Geothermal heat, an abundant and carbon-free energy source, offers an alternative to fossil fuels that doesn’t vary with the weather or time of day. However, conventional geothermal plants require specific geological conditions—in particular, permeable rocks with water sources.
Because of this, geothermal accounts for less than 1% of global renewables capacity. But an emerging technology could let us exploit even more of the heat beneath our feet.
Enhanced geothermal systems have been in development since the 1970s. Recent advances show that they could dramatically increase production of renewable energy. Fervo Energy tested one such system last year in Nevada and proved its commercial viability. The company is building another project in Utah, with a goal of providing constant, clean power by 2026.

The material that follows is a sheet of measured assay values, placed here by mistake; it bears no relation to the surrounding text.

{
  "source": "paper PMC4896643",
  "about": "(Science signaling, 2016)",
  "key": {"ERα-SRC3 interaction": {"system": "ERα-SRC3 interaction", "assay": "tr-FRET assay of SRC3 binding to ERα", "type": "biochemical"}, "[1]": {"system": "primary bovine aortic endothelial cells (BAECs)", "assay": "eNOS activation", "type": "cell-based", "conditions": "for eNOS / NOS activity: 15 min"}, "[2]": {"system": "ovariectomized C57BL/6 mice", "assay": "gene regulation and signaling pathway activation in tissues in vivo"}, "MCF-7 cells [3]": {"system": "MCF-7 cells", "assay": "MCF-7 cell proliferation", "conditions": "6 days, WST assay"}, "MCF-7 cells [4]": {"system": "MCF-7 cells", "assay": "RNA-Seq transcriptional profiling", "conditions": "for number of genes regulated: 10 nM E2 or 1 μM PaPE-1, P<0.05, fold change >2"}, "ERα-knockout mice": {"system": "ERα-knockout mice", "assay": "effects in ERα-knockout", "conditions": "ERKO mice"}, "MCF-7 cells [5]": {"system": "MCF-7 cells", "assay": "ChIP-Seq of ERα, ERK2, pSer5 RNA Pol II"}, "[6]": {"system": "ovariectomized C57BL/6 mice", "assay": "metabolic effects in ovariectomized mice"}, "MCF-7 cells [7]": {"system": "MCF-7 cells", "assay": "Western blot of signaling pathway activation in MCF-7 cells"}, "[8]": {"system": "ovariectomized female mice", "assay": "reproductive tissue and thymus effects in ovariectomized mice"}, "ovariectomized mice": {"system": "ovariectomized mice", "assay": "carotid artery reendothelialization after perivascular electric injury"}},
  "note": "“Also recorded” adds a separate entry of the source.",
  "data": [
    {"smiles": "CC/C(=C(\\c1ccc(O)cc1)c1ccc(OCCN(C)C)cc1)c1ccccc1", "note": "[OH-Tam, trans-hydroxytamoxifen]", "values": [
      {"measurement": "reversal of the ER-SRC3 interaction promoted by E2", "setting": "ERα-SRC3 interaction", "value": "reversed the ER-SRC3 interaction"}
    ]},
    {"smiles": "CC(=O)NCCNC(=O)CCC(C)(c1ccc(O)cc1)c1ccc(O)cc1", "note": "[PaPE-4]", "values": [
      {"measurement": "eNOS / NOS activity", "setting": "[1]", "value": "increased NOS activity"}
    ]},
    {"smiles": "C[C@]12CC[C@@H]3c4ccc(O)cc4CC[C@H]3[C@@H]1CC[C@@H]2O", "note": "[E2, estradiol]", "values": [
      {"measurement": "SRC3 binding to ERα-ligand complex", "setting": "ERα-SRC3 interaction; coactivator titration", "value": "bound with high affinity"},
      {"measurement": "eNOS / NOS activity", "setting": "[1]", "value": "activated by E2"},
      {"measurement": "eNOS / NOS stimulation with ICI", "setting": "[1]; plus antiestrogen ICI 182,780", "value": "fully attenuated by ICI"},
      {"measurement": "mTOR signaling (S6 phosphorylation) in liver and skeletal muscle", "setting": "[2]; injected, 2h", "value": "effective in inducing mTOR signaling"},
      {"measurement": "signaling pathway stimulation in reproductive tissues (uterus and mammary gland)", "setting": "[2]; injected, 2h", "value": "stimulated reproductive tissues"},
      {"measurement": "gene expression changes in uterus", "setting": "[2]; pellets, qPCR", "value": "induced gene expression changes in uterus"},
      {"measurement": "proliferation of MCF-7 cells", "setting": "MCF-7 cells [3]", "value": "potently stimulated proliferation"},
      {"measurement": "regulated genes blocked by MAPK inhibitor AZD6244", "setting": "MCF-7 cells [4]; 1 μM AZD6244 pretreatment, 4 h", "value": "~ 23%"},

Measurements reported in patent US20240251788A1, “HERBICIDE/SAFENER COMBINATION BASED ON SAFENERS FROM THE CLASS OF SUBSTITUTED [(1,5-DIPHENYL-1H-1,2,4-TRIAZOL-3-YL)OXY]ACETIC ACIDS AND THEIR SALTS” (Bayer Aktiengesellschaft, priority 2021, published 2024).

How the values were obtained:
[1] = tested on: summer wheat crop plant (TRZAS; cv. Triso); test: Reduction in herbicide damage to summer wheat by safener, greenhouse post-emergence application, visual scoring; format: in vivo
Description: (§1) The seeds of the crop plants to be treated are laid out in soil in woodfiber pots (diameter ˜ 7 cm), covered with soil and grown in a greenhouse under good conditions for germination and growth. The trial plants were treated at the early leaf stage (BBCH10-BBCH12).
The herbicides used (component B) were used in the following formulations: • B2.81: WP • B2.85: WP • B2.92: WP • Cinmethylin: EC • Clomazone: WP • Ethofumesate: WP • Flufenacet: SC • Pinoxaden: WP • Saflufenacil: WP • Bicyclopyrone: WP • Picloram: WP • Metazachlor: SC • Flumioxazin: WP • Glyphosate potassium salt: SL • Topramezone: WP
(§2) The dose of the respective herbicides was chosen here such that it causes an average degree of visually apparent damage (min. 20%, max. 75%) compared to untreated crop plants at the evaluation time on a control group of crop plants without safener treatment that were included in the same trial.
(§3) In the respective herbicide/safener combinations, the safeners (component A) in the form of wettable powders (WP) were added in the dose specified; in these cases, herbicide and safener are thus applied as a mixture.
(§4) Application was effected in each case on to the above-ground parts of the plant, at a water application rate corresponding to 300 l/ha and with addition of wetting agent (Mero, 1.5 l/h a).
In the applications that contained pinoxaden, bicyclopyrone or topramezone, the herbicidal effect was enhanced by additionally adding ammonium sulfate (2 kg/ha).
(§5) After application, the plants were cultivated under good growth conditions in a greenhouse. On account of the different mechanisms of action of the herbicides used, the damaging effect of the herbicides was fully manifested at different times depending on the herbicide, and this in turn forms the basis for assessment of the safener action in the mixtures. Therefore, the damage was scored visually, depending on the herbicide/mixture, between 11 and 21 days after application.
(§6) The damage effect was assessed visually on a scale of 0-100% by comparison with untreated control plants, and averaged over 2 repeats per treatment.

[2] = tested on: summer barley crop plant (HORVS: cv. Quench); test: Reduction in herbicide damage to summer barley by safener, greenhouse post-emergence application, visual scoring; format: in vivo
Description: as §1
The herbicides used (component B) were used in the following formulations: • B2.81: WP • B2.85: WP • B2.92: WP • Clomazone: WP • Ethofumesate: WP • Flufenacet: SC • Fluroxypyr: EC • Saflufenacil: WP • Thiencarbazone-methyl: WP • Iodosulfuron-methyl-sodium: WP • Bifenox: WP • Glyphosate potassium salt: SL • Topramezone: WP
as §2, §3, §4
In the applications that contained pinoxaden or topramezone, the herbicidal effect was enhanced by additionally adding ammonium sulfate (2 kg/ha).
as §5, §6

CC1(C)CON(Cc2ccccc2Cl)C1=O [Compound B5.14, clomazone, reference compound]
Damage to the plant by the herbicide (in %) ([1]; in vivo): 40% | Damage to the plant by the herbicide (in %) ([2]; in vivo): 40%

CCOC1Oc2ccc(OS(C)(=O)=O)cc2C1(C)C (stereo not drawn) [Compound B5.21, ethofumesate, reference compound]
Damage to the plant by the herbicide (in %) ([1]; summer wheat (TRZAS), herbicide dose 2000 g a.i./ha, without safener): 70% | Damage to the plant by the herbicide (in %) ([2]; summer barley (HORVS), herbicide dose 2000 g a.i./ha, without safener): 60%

With enhanced geothermal, companies can access geothermal heat in new locations. Hydraulic fracturing techniques—widely used by the oil and gas industry—are now being used to crack open relatively solid rocks, at depths much greater than existing geothermal wells. Water is then injected into these rocks to generate steam, which subsequently drives turbines to produce electricity.